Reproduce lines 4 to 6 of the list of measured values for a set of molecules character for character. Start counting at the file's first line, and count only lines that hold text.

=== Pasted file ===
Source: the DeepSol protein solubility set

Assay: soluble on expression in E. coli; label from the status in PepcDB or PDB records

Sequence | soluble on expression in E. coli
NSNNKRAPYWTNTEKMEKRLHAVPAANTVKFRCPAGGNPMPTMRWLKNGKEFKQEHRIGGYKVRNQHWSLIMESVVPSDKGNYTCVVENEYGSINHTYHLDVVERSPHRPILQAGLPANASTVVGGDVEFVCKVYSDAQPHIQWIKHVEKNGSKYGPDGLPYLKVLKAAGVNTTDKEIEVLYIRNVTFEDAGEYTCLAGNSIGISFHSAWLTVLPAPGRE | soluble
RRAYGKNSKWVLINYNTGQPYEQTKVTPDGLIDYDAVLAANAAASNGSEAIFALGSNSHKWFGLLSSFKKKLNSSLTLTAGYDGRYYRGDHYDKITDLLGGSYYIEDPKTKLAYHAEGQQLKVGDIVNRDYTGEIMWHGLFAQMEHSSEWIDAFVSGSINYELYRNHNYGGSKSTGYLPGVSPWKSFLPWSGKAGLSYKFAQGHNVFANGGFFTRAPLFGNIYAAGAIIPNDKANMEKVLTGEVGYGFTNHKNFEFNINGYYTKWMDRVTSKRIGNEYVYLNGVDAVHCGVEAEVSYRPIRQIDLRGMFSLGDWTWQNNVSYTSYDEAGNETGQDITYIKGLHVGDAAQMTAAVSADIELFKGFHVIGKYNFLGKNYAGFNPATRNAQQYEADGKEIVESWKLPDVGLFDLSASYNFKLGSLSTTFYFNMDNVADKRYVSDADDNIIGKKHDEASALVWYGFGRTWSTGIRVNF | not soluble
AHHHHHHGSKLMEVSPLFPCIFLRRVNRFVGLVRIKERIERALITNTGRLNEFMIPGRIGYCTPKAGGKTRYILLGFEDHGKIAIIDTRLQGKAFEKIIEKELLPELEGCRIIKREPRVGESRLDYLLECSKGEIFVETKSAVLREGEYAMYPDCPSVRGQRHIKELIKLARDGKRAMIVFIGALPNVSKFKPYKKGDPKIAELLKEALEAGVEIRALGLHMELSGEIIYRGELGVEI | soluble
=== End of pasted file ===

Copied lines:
NSNNKRAPYWTNTEKMEKRLHAVPAANTVKFRCPAGGNPMPTMRWLKNGKEFKQEHRIGGYKVRNQHWSLIMESVVPSDKGNYTCVVENEYGSINHTYHLDVVERSPHRPILQAGLPANASTVVGGDVEFVCKVYSDAQPHIQWIKHVEKNGSKYGPDGLPYLKVLKAAGVNTTDKEIEVLYIRNVTFEDAGEYTCLAGNSIGISFHSAWLTVLPAPGRE | soluble
RRAYGKNSKWVLINYNTGQPYEQTKVTPDGLIDYDAVLAANAAASNGSEAIFALGSNSHKWFGLLSSFKKKLNSSLTLTAGYDGRYYRGDHYDKITDLLGGSYYIEDPKTKLAYHAEGQQLKVGDIVNRDYTGEIMWHGLFAQMEHSSEWIDAFVSGSINYELYRNHNYGGSKSTGYLPGVSPWKSFLPWSGKAGLSYKFAQGHNVFANGGFFTRAPLFGNIYAAGAIIPNDKANMEKVLTGEVGYGFTNHKNFEFNINGYYTKWMDRVTSKRIGNEYVYLNGVDAVHCGVEAEVSYRPIRQIDLRGMFSLGDWTWQNNVSYTSYDEAGNETGQDITYIKGLHVGDAAQMTAAVSADIELFKGFHVIGKYNFLGKNYAGFNPATRNAQQYEADGKEIVESWKLPDVGLFDLSASYNFKLGSLSTTFYFNMDNVADKRYVSDADDNIIGKKHDEASALVWYGFGRTWSTGIRVNF | not soluble
AHHHHHHGSKLMEVSPLFPCIFLRRVNRFVGLVRIKERIERALITNTGRLNEFMIPGRIGYCTPKAGGKTRYILLGFEDHGKIAIIDTRLQGKAFEKIIEKELLPELEGCRIIKREPRVGESRLDYLLECSKGEIFVETKSAVLREGEYAMYPDCPSVRGQRHIKELIKLARDGKRAMIVFIGALPNVSKFKPYKKGDPKIAELLKEALEAGVEIRALGLHMELSGEIIYRGELGVEI | soluble